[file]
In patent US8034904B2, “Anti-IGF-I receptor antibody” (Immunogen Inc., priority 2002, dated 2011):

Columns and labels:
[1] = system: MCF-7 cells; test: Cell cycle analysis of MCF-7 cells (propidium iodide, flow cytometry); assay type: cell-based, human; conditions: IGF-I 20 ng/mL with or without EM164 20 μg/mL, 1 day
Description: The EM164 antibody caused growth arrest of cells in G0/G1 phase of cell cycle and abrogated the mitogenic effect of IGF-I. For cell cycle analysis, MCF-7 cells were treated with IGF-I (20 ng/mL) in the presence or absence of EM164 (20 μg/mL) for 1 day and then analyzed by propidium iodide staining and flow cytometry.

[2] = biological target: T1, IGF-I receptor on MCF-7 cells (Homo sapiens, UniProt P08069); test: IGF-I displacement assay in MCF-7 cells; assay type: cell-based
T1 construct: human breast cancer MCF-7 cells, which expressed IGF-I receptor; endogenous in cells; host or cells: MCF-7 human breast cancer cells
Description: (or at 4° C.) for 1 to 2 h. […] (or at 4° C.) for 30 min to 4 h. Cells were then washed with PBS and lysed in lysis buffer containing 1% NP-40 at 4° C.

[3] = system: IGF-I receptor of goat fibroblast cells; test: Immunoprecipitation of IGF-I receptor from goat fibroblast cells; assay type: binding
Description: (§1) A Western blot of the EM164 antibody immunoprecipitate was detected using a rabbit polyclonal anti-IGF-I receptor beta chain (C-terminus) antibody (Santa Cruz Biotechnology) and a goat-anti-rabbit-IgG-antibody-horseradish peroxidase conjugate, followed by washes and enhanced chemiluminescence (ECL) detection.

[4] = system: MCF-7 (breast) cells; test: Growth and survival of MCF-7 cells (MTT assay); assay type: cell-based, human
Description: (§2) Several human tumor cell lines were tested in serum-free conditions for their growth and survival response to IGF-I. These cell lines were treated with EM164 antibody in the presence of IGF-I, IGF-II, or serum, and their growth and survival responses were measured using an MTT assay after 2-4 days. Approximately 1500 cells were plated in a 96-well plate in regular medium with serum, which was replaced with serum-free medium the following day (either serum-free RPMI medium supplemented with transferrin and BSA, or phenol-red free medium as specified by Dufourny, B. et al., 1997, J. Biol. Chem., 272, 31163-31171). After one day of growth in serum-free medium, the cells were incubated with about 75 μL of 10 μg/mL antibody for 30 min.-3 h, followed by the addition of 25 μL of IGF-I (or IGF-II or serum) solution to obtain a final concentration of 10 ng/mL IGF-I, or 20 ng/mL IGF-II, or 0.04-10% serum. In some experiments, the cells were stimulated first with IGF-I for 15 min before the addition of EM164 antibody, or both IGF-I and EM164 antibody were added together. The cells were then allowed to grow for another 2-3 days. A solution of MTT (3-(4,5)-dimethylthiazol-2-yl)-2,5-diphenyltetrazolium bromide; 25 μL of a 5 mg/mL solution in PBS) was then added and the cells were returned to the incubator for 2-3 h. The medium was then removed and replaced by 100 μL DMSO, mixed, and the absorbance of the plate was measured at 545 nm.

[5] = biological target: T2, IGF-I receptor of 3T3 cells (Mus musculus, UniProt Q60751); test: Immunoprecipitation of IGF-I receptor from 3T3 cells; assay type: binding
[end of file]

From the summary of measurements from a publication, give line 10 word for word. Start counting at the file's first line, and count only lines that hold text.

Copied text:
[4] = system: MCF-7 (breast) cells; test: Growth and survival of MCF-7 cells (MTT assay); assay type: cell-based, human